I'm an avid follower of The Greedy Goblin blog, and today I found a rehash of an old gamer topic. How to play to win.
Gevlon has compiled the results from another writer, applied it to the Tol Barad fights, and arrived at an interesting, albeit fundamentally incorrect, insight.
There's a catch in almost all the play to win discussions, and one that most fail to understand. The play to win scenarios are all applied games with two opposing sides, and almost always applied to games with two opposing players. That is, a duel.
While you can, to a great degree, use the result for two opposing teams, in reality you have to add a a lot of unknowns to the calculations, almost all of them social in nature. In a duel, there is an 'I' and a 'you' and one only needs to fill in the aspects of what makes a highly competitive player. Hard core if you will.
Two opposing teams are just that, teams. If you mix the individually best of the best together in a team you have a recipie for disaster. You need the grunts as well as the divas, and you need to bend every member of your team just that little bit that makes the team work optimally. This will invariably mean nerfing the individual qualities to a certain degree.
Then there is another aspect, one which is only recognized by those of us gamers who came from the cooperative type of games that once monopolized the term RPG. In today's WoW it would be PvE, and it would be PvE in every aspect of the abbreviation.
In the typical old-style RPG you can't win. You can only become better, at which time you're rewarded by obstacles matching your new an enchanced abilties. The continuous matching between increased abilities and harder opponents creates an illusion of iterative increase in character strength. One that is easily identified by the gamer at that. So even the old table top RPGs added fluff. Build a castle, employ retainers, join fictious competitions where the goal is not to kill but merely to win glory.
It's there in WoW. Get a rare mount, or an equally rare tabard. Gain a stupid title.
This is where Gevlon lacks understanding. While he correctly identifies fluff for what it is, and equally correctly notes that no player who doesn't collect mounts will even notice that rare mount, he fails tounderstand where it all began. The hard core table top gamer spent entire gaming sessions to gain fictive titles which would have no impact on a game only played by a group of four or five players. There wasn't even a theoretical opportunity to impress another player with that 'rare mount'.
So why would anyone spend time to get virtually nothing in a game played within the confines of a closely knit group?
The magic word here is simulation. You have the Sims, Sim City and their ilk for the computer, and there is a huge number of similar games out there, based on communities where social interaction lie at the core.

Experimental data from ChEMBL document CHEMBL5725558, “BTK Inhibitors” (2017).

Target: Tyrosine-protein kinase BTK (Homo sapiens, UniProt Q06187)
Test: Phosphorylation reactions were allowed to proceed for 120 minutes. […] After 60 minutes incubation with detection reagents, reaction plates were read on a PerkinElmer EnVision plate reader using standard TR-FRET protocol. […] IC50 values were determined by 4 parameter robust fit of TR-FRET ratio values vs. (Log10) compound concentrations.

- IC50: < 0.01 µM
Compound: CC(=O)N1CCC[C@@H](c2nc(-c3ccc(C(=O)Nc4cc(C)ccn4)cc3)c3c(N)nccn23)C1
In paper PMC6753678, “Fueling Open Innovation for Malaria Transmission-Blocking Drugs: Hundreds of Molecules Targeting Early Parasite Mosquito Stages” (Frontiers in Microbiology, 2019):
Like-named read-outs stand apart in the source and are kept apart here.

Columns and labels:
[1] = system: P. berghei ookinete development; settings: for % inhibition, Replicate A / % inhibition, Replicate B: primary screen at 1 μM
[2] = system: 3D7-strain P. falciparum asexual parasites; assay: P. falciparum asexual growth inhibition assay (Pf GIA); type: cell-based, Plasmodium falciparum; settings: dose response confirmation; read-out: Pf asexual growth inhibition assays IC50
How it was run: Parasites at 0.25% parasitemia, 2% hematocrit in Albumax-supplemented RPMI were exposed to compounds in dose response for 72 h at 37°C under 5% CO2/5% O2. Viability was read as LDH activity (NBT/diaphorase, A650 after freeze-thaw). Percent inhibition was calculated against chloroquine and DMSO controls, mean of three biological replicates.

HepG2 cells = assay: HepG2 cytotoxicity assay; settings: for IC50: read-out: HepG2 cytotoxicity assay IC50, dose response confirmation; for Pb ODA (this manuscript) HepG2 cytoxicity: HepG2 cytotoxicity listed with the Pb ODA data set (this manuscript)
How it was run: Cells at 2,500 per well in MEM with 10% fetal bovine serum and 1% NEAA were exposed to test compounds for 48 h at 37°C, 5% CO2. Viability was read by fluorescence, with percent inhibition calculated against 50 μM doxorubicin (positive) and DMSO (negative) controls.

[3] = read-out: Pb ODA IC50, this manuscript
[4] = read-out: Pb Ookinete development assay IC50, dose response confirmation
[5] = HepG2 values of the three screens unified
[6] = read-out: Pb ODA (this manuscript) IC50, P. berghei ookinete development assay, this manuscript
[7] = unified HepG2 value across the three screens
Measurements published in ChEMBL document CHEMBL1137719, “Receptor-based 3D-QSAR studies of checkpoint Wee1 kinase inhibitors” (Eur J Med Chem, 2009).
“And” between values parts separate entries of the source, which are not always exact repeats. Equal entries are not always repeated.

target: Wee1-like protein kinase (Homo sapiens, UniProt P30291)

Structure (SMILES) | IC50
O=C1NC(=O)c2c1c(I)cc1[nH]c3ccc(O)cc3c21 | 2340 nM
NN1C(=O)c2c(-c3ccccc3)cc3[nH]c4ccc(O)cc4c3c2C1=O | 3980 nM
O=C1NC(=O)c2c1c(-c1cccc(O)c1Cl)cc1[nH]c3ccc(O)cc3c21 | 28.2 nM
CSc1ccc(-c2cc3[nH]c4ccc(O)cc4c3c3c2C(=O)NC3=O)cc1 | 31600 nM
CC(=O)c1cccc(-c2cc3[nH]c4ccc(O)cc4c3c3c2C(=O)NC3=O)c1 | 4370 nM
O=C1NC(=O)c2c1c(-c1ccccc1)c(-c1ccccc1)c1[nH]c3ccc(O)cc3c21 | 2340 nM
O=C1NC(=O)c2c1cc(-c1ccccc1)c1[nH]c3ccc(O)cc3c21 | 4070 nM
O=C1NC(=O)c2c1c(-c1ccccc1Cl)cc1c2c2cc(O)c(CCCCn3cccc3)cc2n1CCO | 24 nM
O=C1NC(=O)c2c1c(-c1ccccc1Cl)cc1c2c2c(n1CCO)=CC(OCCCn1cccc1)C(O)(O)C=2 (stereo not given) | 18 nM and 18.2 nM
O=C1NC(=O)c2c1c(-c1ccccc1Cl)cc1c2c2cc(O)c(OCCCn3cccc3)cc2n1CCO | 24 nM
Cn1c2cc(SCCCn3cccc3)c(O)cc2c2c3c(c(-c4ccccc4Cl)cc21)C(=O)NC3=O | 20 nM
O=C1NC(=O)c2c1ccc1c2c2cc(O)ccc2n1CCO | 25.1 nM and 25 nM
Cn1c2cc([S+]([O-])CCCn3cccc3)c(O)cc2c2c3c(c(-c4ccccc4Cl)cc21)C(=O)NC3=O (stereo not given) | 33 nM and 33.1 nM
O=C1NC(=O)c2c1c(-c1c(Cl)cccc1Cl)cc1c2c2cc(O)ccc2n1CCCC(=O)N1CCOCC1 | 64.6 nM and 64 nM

Now, WoW comes with both competitive gaming and simulation as well as old-style RPG elements. And it mixes them all together horisontally rather than vertically, which is exactly what you aim for when you design any kind of multiplayer on-line RPG.
There is an element of vertical stratification going on now. You can see it in the implementation of instant PvP and instant dungeons. Raids are the only events where someone has to physically transport characters to a location. This, in turn, leads to full cities and empty landscapes, and the cities serve the function of chat channels.
Chat channels for idle and bored players. Most of them aren't competitors at all, but they're still players. They'll never become competitive at anything, raiding, PvP or even collecting rare fluff, but they're still participating. A few of them can become surprisingly good at an aspect of the game very well known to us old RPG gamers -- sabotage.
The best known WoW saboteur, planned by the entire group or not, would be Leeroy Jenkins. And most would believe that only the unable resort to those stunts, but as there is great fun involved even for a decently progressed tank I think we can safely move Gevlon's assesment to the corner of incorrect preconceptions, where it belongs.
The concept of play to win simply cannot be applied to a gaming environment which to a large degree is built as a simulation. While you certainly can, and there definitely are people, playing to win specific aspects of that simulation, what constitutes winning varies from player to player. It is indeed subjective.
The final proof of this subjectivity comes from the real world. The obsessed collector. There is no respect to be gained from collecting well known stolen pieces of art. The moment you're known to collect stolen art your most likely reward is a few years in prison, not to speak of losing all the illegaly gained pieces of art you have. Still these people exist.
They win by having something they can never show. They also tend to have amassed quite an impressive amount of money in order to enable them to buy the stolen art to begin with. Lawless, possibly, but scrubs, most definitely not.